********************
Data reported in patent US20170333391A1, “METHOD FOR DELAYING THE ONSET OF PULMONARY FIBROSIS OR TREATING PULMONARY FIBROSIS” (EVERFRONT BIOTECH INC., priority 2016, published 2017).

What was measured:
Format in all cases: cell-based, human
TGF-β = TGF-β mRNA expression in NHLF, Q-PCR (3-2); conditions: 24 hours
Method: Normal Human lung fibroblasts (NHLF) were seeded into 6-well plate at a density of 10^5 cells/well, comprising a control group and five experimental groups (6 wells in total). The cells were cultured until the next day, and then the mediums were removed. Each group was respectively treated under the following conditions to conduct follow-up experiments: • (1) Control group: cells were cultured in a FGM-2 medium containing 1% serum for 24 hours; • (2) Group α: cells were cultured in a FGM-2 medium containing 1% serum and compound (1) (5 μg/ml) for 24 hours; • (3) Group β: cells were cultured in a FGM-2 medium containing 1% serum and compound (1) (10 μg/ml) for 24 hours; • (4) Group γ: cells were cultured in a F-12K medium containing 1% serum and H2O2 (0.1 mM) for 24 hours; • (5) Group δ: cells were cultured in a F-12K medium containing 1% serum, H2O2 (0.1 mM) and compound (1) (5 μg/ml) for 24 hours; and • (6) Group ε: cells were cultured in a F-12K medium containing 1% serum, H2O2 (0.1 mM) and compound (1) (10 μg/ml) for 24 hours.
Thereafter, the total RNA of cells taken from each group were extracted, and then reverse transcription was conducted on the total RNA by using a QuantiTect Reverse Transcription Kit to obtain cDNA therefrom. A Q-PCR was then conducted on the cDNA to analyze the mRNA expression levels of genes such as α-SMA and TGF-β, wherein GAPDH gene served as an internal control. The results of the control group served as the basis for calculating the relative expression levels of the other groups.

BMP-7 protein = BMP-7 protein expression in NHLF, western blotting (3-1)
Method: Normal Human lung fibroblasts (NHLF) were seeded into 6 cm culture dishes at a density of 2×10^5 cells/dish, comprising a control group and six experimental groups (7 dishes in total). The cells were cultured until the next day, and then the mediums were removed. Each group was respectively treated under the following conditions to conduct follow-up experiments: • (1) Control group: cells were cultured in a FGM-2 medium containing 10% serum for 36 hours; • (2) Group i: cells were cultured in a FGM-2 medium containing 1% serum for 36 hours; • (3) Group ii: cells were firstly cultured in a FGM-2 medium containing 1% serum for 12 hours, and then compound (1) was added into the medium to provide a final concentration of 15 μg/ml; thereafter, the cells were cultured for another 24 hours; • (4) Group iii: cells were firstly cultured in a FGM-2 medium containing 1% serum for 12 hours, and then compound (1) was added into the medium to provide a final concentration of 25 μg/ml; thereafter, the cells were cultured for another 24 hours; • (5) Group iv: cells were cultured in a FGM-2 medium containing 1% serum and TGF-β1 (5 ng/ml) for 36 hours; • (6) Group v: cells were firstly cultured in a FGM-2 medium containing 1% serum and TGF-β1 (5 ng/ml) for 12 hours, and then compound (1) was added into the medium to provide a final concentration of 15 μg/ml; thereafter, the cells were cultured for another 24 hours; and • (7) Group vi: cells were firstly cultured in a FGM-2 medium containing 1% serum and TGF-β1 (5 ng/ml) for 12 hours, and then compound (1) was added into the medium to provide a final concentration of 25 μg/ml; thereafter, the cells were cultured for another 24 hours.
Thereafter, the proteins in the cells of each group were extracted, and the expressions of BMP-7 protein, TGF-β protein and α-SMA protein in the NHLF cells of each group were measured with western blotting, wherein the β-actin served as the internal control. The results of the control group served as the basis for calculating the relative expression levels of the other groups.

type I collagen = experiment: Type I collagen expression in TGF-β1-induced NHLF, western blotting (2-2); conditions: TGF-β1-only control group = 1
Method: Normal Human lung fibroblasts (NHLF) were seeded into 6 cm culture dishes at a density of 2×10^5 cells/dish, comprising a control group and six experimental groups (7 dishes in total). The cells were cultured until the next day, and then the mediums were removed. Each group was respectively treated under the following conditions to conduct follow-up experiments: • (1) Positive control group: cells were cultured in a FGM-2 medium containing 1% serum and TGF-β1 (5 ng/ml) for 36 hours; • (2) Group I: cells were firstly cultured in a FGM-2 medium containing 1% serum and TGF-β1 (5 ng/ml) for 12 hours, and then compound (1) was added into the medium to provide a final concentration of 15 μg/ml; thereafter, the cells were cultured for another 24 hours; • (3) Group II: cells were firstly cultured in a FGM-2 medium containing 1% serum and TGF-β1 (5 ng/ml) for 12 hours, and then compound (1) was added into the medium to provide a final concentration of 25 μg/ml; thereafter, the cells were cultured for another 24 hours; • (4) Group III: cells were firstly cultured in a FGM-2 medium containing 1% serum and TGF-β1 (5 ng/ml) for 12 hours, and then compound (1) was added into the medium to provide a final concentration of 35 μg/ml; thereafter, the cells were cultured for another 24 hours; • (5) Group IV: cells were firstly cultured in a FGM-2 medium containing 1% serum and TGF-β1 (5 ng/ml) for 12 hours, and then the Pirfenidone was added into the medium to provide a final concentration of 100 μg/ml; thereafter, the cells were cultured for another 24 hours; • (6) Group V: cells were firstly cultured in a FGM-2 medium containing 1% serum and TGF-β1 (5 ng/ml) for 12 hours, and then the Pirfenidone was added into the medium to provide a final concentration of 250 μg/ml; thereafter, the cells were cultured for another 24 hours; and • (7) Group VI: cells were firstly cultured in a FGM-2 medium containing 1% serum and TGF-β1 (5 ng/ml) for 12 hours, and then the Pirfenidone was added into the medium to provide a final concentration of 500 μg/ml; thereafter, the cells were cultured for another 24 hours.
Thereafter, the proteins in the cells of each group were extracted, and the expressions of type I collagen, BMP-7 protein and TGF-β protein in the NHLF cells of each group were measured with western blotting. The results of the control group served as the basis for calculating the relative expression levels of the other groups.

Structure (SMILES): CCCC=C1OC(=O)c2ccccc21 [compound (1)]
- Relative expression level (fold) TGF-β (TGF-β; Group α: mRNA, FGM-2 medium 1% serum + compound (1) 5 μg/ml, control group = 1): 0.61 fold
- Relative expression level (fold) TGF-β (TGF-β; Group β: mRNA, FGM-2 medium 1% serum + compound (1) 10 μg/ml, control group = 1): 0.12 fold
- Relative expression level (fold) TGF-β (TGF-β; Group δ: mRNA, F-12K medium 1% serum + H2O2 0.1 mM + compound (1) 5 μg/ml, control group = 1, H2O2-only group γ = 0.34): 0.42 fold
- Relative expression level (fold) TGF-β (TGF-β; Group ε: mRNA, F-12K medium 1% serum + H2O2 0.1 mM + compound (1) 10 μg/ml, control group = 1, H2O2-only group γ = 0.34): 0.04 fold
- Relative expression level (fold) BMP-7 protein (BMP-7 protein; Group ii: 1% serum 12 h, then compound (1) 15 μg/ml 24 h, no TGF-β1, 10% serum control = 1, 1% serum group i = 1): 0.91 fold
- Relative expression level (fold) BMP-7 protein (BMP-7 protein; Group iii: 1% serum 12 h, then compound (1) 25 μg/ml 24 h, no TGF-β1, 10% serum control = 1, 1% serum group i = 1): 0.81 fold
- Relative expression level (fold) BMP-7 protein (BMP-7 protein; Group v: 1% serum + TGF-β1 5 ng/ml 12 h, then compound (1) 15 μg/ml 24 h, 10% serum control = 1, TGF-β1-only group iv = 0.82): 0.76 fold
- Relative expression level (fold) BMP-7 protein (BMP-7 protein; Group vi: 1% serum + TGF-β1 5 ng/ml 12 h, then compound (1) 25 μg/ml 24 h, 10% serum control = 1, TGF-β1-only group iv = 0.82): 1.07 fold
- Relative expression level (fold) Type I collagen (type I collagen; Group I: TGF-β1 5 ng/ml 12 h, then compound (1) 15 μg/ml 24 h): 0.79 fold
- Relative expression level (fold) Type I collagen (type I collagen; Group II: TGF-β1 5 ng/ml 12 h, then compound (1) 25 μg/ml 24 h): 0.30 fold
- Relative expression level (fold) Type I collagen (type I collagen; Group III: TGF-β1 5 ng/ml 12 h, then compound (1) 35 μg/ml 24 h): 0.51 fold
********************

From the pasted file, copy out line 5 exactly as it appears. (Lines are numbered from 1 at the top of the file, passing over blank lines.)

Method: Normal Human lung fibroblasts (NHLF) were seeded into 6-well plate at a density of 10^5 cells/well, comprising a control group and five experimental groups (6 wells in total). The cells were cultured until the next day, and then the mediums were removed. Each group was respectively treated under the following conditions to conduct follow-up experiments: • (1) Control group: cells were cultured in a FGM-2 medium containing 1% serum for 24 hours; • (2) Group α: cells were cultured in a FGM-2 medium containing 1% serum and compound (1) (5 μg/ml) for 24 hours; • (3) Group β: cells were cultured in a FGM-2 medium containing 1% serum and compound (1) (10 μg/ml) for 24 hours; • (4) Group γ: cells were cultured in a F-12K medium containing 1% serum and H2O2 (0.1 mM) for 24 hours; • (5) Group δ: cells were cultured in a F-12K medium containing 1% serum, H2O2 (0.1 mM) and compound (1) (5 μg/ml) for 24 hours; and • (6) Group ε: cells were cultured in a F-12K medium containing 1% serum, H2O2 (0.1 mM) and compound (1) (10 μg/ml) for 24 hours.